There are 38000+ shapes and there are 100+ possible shades of color (you can roughly tell how old someone is by asking them what lego colors they remember from their youth).

In the following months, Mattheij built a proof-of-concept sorting system using, of course, LEGO. He broke the problem down into a series of sub-problems (including "feeding LEGO reliably from a hopper is surprisingly hard," one of those facts of nature that will stymie even the best system design). After tinkering with the prototype at length, he expanded the system to a surprisingly complex system of conveyer belts (powered by a home treadmill), various pieces of cabinetry, and "copious quantities of crazy glue."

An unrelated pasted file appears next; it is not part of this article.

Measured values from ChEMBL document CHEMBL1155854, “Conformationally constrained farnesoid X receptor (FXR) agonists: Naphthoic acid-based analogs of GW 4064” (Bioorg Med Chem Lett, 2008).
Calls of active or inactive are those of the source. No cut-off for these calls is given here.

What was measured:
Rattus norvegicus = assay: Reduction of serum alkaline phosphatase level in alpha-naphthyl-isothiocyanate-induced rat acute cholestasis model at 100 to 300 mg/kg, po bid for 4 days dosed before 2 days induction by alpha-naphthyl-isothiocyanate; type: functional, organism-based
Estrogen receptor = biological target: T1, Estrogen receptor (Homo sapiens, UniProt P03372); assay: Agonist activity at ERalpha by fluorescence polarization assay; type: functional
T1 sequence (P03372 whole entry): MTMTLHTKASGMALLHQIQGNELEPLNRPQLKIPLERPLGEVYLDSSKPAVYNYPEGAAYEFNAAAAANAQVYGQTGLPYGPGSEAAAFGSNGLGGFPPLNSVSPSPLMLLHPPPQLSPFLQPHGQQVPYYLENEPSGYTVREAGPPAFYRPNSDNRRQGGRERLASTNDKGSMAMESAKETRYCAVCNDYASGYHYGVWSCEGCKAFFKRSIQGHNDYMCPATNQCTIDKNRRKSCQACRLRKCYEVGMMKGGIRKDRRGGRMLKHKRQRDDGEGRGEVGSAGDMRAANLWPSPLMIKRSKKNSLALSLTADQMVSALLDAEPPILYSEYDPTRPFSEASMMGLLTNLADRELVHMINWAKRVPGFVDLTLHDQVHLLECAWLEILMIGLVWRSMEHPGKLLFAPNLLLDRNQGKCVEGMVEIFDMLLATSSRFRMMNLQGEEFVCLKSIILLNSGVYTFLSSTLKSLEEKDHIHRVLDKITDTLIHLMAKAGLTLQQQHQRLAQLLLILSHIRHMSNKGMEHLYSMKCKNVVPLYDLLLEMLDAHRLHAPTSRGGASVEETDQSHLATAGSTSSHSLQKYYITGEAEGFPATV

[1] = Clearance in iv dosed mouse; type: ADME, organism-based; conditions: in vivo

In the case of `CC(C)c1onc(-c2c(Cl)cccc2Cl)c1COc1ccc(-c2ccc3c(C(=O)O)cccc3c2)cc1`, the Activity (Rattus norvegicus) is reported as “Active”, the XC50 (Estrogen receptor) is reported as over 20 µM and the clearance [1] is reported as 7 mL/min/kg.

Here's a video showing the current system running at low speed:

The key part of the system was running the bricks past a camera paired with a computer running a neural net-based image classifier. That allows the computer (when sufficiently trained on brick images) to recognize bricks and thus categorize them by color, shape, or other parameters. Remember that as bricks pass by, they can be in any orientation, can be dirty, can even be stuck to other pieces. So having a flexible software system is key to recognizing—in a fraction of a second—what a given brick is, in order to sort it out. When a match is found, a jet of compressed air pops the piece off the conveyer belt and into a waiting bin.